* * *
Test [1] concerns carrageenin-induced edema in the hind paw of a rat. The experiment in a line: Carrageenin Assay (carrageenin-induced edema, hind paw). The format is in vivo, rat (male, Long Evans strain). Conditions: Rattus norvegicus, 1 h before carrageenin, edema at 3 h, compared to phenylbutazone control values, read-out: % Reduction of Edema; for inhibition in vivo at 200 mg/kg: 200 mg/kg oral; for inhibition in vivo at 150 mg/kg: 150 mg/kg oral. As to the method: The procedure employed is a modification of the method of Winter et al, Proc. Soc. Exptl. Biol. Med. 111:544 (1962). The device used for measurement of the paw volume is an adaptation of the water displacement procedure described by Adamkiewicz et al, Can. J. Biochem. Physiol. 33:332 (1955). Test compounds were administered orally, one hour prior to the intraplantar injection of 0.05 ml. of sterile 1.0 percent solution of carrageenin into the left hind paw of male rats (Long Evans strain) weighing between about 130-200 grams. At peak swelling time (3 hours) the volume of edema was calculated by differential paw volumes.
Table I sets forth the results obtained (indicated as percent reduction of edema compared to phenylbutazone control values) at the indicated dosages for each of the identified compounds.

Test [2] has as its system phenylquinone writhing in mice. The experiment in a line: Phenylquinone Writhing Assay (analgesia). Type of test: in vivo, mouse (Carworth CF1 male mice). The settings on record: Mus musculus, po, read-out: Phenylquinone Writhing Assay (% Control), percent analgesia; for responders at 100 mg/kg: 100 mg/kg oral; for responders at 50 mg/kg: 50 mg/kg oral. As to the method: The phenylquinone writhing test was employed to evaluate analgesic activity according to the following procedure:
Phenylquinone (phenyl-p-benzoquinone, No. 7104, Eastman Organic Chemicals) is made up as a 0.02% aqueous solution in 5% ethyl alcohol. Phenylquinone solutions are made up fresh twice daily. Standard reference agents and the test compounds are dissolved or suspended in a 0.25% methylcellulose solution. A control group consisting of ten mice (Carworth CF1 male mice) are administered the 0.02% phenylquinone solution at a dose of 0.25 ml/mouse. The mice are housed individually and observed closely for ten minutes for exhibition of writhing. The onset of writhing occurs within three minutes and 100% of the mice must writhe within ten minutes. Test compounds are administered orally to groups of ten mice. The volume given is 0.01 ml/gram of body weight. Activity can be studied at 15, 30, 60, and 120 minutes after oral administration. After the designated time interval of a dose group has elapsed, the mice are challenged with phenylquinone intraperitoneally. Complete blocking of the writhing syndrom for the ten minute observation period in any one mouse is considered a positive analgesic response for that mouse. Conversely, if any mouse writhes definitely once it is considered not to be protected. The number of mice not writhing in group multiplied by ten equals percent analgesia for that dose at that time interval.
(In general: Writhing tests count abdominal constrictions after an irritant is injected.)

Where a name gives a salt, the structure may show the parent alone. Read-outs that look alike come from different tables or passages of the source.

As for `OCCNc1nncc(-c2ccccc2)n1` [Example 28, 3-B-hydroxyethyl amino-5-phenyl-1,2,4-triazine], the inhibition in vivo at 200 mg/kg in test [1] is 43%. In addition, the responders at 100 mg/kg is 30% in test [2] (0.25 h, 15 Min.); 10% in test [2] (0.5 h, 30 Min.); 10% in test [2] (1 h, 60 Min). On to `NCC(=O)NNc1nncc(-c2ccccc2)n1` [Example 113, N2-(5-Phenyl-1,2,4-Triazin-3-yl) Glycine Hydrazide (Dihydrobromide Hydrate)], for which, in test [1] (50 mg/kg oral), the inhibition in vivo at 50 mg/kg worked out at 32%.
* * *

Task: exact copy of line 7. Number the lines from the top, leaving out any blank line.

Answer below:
As for `OCCNc1nncc(-c2ccccc2)n1` [Example 28, 3-B-hydroxyethyl amino-5-phenyl-1,2,4-triazine], the inhibition in vivo at 200 mg/kg in test [1] is 43%. In addition, the responders at 100 mg/kg is 30% in test [2] (0.25 h, 15 Min.); 10% in test [2] (0.5 h, 30 Min.); 10% in test [2] (1 h, 60 Min). On to `NCC(=O)NNc1nncc(-c2ccccc2)n1` [Example 113, N2-(5-Phenyl-1,2,4-Triazin-3-yl) Glycine Hydrazide (Dihydrobromide Hydrate)], for which, in test [1] (50 mg/kg oral), the inhibition in vivo at 50 mg/kg worked out at 32%.